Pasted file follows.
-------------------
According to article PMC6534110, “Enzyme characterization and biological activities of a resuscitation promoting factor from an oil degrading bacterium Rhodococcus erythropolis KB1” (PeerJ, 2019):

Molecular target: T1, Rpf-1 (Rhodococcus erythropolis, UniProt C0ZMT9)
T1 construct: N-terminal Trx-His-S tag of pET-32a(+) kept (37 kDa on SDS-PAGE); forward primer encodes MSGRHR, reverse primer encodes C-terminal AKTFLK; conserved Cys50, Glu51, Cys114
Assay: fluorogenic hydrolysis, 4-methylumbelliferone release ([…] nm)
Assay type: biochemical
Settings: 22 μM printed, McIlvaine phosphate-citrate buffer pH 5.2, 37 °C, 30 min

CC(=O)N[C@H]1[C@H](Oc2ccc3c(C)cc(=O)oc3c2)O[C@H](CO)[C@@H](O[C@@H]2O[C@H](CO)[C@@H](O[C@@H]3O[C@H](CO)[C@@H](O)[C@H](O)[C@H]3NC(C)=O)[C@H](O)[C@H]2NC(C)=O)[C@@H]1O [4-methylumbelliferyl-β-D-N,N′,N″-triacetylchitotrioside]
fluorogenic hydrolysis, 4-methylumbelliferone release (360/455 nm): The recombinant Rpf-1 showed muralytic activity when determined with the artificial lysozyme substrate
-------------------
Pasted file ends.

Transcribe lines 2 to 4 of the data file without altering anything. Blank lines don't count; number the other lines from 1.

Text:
Molecular target: T1, Rpf-1 (Rhodococcus erythropolis, UniProt C0ZMT9)
T1 construct: N-terminal Trx-His-S tag of pET-32a(+) kept (37 kDa on SDS-PAGE); forward primer encodes MSGRHR, reverse primer encodes C-terminal AKTFLK; conserved Cys50, Glu51, Cys114
Assay: fluorogenic hydrolysis, 4-methylumbelliferone release ([…] nm)